The Environment in Focus | WYPR

The Environment in Focus

The Environment in Focus is a weekly perspective on the issues and people changing Maryland's natural world.  There's a story behind every bend of the Chesapeake Bay's 11,684 miles of shoreline, in every abandoned coal mine in the Appalachian Mountains, in every exotic beetle menacing our forests and in every loophole snuck into pollution control laws in Annapolis.  Tom Pelton gives you a tour of this landscape every Wednesday at 7:46 a.m. and 5:45 p.m.

Tom Pelton is a national award-winning environmental journalist, formerly with The Baltimore Sun.  He is now director of communications at the Environmental Integrity Project, a nonprofit organization dedicated to holding polluters and governments accountable to protect public health.

The Environment in Focus is independently owned and distributed by Environment in Focus Radio to WYPR and other stations.   The program is sponsored by the Abell Foundation, which is working to enhance the quality of life in Baltimore and in Maryland.  The views expressed are solely Pelton's.  You can contact him at pelton.tom@gmail.com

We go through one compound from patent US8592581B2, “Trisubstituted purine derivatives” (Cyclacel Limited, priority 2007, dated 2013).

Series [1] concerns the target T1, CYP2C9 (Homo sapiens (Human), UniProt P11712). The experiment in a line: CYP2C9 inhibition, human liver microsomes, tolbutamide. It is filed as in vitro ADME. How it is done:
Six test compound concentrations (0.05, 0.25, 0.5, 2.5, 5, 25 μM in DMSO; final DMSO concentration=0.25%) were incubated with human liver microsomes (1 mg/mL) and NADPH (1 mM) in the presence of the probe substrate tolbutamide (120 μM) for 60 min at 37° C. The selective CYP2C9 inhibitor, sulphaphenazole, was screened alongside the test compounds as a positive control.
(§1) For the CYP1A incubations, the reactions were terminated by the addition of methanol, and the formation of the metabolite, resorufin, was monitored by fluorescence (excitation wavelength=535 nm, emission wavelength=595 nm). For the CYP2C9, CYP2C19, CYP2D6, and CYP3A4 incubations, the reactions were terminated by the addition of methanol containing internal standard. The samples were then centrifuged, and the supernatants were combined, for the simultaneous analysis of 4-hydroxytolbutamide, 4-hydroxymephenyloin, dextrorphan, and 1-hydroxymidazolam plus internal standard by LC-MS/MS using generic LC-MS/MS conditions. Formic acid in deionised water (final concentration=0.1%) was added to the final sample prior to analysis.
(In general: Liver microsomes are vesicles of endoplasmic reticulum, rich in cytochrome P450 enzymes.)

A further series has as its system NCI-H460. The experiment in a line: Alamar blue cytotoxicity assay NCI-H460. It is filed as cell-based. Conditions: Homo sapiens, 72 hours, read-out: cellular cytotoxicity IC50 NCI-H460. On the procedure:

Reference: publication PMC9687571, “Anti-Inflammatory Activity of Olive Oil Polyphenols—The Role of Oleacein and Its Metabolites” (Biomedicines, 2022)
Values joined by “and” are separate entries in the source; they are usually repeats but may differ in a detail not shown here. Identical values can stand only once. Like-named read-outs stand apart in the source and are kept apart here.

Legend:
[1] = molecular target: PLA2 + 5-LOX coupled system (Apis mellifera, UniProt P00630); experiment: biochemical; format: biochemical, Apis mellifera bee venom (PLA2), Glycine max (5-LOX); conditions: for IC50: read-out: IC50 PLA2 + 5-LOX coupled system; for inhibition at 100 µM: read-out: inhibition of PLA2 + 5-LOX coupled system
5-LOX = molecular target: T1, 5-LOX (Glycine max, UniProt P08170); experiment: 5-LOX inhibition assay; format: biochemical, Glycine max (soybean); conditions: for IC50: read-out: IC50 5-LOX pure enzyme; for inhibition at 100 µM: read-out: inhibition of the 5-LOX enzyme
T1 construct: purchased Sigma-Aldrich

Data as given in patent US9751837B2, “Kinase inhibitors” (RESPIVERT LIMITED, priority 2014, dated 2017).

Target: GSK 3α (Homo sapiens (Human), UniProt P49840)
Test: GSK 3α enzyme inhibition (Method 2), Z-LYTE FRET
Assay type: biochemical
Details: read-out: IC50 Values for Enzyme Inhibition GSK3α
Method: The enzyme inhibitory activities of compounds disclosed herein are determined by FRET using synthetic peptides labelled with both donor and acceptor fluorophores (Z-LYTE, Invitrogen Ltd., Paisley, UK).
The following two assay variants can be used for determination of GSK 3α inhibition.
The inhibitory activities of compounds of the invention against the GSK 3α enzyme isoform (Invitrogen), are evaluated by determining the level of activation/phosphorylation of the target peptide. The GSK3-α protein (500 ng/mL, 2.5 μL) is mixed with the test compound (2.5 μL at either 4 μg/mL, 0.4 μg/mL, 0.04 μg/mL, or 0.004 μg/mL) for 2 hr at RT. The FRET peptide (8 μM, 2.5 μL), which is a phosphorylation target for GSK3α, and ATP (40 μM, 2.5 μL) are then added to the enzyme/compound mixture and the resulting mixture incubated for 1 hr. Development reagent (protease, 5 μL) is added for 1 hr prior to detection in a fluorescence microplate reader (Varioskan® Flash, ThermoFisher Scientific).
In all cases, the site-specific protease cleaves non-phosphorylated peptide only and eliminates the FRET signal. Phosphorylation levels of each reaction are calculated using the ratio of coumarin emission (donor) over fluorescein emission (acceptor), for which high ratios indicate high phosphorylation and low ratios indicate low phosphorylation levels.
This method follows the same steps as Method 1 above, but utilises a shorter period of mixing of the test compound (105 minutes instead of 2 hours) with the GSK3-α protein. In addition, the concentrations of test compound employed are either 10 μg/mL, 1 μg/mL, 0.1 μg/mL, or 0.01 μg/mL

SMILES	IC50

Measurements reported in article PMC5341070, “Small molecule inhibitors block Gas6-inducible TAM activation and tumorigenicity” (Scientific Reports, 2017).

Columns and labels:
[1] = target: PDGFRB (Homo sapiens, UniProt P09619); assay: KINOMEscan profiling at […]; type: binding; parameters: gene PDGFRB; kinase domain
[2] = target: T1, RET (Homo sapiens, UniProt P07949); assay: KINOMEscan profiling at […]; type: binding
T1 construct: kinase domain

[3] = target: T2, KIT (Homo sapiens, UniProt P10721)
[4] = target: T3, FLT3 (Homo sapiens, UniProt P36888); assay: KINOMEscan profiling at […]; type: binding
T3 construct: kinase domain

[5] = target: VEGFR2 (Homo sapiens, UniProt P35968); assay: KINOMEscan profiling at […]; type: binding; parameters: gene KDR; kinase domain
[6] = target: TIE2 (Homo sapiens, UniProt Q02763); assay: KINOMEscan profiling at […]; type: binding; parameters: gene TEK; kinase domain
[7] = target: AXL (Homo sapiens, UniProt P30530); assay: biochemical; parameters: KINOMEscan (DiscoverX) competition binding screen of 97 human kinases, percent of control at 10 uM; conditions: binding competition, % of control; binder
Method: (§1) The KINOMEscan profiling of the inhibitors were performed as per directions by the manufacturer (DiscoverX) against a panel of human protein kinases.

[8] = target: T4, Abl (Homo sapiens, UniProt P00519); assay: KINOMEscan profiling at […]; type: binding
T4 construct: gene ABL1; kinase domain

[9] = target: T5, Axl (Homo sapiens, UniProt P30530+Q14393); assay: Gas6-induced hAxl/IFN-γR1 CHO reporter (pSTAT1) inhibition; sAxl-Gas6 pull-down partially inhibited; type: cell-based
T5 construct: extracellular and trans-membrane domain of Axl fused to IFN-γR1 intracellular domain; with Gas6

Full Archive of Environment in Focus

Diamondback terrapin are a proud symbol of Maryland: a handsome turtle with a white neck spotted with black that is uniquely adapted to swimming in the mix of salty and fresh water in the Chesapeake Bay. 

Almost a decade ago, news stories about the sale of thousands of captured ‘terps from an Eastern Shore turtle dealer to brokers to who sold them in China sparked outrage among Maryland legislators, who passed a 2007 law banning the commercial trapping -- and even possession -- of terrapin.

Jack Cover, general curator at the National Aquarium in Baltimore, was among those who feared for the turtle’s declining populations.

 “Basically the bay’s ecosystems could not produce terrapin at a fast enough rate to satisfy that market demand,” Cover said. “And there was an insatiable demand coming from Asian markets in the years prior to the closing of the commercial fishery.”

But, oddly enough, nine years after the ban, the Eastern Shore turtle breeding and dealing business that triggered the state action is not only still in business, but has more than doubled in size, according to state records.


For 80 percent of Maryland residents, when we flush the toilet, the waste gets treated in a sewage plant to protect the Chesapeake Bay.  State taxpayers have invested hundreds of millions of dollars to upgrade the state’s largest sewage plants with state-of-the-art technology.

But 20 percent of state households – mostly those in rural areas – use a far more primitive waste disposal system:  A septic tank.  They are basically pits underground that are designed to slowly leak pollutants into the groundwater and nearby streams.

Septic tanks were not much of a problem when they served a few scattered farmhouses. But then developers began building whole cities of McMansions out in rural areas linked to these old fashioned, leaky waste pits. And that meant more pollution oozing into the bay.